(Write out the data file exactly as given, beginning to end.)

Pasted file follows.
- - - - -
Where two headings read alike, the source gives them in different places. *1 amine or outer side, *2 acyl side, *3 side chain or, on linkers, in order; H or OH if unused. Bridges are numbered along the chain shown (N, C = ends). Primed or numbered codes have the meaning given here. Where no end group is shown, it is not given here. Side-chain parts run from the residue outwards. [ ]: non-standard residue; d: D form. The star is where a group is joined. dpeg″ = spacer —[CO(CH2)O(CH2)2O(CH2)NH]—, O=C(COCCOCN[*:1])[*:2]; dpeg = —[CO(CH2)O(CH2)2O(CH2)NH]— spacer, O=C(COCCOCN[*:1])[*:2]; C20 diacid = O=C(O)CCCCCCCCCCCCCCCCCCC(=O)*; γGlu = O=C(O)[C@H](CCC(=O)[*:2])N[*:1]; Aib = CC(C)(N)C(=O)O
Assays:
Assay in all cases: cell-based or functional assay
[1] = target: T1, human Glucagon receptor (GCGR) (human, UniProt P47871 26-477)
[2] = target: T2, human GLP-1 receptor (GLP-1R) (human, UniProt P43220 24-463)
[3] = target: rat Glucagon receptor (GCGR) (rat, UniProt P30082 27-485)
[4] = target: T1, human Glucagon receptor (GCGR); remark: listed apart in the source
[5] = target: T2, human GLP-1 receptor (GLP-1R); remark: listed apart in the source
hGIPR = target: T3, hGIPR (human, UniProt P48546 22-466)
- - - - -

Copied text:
Where two headings read alike, the source gives them in different places. *1 amine or outer side, *2 acyl side, *3 side chain or, on linkers, in order; H or OH if unused. Bridges are numbered along the chain shown (N, C = ends). Primed or numbered codes have the meaning given here. Where no end group is shown, it is not given here. Side-chain parts run from the residue outwards. [ ]: non-standard residue; d: D form. The star is where a group is joined. dpeg″ = spacer —[CO(CH2)O(CH2)2O(CH2)NH]—, O=C(COCCOCN[*:1])[*:2]; dpeg = —[CO(CH2)O(CH2)2O(CH2)NH]— spacer, O=C(COCCOCN[*:1])[*:2]; C20 diacid = O=C(O)CCCCCCCCCCCCCCCCCCC(=O)*; γGlu = O=C(O)[C@H](CCC(=O)[*:2])N[*:1]; Aib = CC(C)(N)C(=O)O
Assays:
Assay in all cases: cell-based or functional assay
[1] = target: T1, human Glucagon receptor (GCGR) (human, UniProt P47871 26-477)
[2] = target: T2, human GLP-1 receptor (GLP-1R) (human, UniProt P43220 24-463)
[3] = target: rat Glucagon receptor (GCGR) (rat, UniProt P30082 27-485)
[4] = target: T1, human Glucagon receptor (GCGR); remark: listed apart in the source
[5] = target: T2, human GLP-1 receptor (GLP-1R); remark: listed apart in the source
hGIPR = target: T3, hGIPR (human, UniProt P48546 22-466)